William H. Smyrlis Professor of Chemical Engineering and Materials Science at the University of Minnesota, a position he has held
since 1983. He was Director of the Corrosion Center from 1987-1995. He received his B.S. from Texas Tech University and his Ph.D. from the University of California, Berkeley, and both degrees were in chemistry. He has
taught at the University of California, San Francisco, in the School of Pharmacy; then went to the Boeing Scientific Research Laboratory as a Member of the Technical Staff; and then joined Sandia National Laboratory in Albuquerque, NM in 1971 as a Member of the Technical Staff. He has enjoyed participating in the Society while in each of these positions.
Professor Smyrl has been a member of The Electrochemical Society for over 30 years, and is a Fellow of the Society. He received the H. H. Uhlig Award of the Corrosion Division in 1995. During his membership in ECS, he has served on all positions of the executive board of the Corrosion Division, and was chair of the Division from 1990-1992. He has served as a member for several committees of this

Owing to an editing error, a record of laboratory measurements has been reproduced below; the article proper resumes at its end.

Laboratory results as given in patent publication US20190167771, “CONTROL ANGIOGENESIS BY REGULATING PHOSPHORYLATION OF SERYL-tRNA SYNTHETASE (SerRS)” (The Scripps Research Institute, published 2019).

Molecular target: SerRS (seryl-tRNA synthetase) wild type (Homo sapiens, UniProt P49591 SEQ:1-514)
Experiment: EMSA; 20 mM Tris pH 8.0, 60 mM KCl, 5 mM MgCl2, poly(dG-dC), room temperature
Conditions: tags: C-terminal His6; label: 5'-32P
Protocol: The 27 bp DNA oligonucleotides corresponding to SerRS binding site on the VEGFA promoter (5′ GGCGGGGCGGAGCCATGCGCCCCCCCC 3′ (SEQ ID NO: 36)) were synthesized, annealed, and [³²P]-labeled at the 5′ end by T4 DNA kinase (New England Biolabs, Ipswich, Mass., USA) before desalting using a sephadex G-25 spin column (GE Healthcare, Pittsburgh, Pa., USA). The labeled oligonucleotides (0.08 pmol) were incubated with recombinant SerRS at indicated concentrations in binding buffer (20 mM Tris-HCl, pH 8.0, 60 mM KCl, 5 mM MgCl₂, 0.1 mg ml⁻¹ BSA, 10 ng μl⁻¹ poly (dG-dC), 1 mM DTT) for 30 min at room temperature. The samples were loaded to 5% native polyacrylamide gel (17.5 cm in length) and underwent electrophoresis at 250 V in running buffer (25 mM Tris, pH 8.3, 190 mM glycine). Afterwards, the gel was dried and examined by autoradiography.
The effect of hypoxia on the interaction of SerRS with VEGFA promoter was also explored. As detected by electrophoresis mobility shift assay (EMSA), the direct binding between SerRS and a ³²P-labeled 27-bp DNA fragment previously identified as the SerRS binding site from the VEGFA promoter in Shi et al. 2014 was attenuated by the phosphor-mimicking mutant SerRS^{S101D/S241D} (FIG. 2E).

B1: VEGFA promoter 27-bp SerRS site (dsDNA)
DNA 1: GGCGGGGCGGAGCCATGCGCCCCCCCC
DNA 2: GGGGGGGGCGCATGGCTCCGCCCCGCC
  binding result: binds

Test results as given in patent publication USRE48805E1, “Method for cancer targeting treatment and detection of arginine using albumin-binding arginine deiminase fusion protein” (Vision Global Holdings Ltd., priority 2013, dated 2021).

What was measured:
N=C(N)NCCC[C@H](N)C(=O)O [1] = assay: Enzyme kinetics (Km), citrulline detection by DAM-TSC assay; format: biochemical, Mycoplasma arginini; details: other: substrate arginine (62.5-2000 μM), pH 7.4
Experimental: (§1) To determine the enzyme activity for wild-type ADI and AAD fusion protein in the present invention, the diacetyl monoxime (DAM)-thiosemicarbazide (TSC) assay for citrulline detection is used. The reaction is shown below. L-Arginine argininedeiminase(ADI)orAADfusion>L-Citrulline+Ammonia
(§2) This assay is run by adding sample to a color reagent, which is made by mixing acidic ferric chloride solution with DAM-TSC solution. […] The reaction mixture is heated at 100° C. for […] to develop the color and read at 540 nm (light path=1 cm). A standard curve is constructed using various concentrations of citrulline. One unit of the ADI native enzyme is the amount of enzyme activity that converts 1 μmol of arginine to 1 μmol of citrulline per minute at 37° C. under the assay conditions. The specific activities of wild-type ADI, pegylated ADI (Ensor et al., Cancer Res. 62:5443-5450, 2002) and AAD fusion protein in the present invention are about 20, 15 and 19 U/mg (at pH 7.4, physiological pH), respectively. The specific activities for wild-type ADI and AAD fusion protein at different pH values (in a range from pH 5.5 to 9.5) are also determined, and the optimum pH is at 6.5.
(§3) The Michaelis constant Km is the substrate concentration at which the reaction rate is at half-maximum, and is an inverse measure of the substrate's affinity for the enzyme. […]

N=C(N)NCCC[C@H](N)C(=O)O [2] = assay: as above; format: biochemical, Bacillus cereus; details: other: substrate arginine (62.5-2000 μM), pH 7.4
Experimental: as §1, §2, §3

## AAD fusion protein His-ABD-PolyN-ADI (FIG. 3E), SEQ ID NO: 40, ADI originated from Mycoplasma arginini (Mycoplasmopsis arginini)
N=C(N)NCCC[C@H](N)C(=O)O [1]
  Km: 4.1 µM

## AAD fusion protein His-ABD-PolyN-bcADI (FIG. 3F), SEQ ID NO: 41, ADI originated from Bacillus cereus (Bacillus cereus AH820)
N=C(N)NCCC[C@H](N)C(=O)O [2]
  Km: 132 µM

Division, including the H. H. Uhlig Award Committee and the Morris Cohen Graduate Student Award. He has served on the Technical Affairs Committee of the Society and as an Advisor to two Divisions, as a member of the Palladium Award Committee, as a member of the Education Committee, and as a Divisional Editor for the Journal of The Electrochemical Society. He has been an organizer and coorganizer of meetings symposia, and an editor of proceedings volumes for these symposia. He has been active in the Twin Cities Section where he has collaborated in teaching several short courses that were very successful. The most recent Section short course was in Applied Electrochemistry, taught jointly with Professor David Shores (University of Minnesota) and Professor Henry White (University of Utah).
Professor Smyrl chaired the Panel on Electrochemical Corrosion, convened by the National Materials Advisory Board in 1987, which issued a report entitled "Agenda for Advancing Electrochemical Corrosion Science and Technology.” He chaired the Gordon Conference on Aqueous Corrosion in 1996. He was host and principal organizer for the 2nd International Conference on Conducting Polymers, held in Minneapolis in August 1999. Professor Smyrl has over 200 publications in journals and books. His research interests have been dominated by electrochemical engineering, corrosion science, microscopic imaging of reactive surfaces, and mathematical modeling. Recent interests have also included intercalation into oxide materials, high rate intercalation of lithium ions into porous aerogels and nanocomposites, and polymer
electrolyte fuel cells.